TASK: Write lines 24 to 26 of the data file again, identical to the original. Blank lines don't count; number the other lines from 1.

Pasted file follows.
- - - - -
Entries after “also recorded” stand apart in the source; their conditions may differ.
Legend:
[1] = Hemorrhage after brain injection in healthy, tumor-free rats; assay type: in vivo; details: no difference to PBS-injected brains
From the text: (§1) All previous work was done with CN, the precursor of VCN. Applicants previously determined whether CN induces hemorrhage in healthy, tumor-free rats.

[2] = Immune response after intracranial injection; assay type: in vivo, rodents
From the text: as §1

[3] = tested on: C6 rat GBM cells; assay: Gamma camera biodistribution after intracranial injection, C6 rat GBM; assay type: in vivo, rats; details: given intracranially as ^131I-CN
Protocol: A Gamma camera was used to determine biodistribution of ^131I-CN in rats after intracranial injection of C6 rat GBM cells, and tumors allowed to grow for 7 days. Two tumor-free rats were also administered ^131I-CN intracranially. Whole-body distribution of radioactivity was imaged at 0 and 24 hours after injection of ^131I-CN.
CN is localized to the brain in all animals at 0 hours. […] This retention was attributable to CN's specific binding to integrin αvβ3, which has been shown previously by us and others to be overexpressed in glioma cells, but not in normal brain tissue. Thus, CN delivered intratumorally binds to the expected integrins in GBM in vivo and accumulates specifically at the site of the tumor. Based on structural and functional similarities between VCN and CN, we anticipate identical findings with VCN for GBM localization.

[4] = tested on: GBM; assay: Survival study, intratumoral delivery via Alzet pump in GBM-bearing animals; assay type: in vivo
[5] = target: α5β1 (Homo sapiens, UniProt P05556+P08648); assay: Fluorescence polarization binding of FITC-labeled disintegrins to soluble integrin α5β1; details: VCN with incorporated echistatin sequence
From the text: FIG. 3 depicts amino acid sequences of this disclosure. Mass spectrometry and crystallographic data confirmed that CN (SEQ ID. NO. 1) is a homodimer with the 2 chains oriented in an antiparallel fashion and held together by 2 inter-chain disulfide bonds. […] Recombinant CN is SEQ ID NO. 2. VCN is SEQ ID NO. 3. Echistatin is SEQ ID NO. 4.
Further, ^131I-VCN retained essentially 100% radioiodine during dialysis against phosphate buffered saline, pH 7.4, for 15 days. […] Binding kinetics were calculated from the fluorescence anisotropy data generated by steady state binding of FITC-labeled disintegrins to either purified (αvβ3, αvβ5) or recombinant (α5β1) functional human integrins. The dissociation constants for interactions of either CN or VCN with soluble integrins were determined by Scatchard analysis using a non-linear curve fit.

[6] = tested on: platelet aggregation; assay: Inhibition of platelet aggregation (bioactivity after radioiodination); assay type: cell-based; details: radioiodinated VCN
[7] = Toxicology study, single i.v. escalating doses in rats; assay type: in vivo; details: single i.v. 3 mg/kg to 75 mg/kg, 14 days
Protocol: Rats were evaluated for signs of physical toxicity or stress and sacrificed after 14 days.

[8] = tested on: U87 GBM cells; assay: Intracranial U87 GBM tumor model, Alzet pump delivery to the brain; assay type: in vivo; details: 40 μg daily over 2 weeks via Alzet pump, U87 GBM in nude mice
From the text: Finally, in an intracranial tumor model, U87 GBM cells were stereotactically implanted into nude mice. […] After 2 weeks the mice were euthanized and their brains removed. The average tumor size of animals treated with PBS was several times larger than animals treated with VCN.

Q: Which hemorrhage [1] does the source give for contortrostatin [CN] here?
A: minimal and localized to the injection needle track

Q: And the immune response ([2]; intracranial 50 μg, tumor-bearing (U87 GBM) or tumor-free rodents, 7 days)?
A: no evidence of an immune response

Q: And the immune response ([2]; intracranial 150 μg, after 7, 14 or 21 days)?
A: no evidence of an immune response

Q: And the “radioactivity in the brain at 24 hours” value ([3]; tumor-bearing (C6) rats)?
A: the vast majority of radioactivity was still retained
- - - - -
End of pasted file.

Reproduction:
A: no evidence of an immune response

Q: And the “radioactivity in the brain at 24 hours” value ([3]; tumor-bearing (C6) rats)?
A: the vast majority of radioactivity was still retained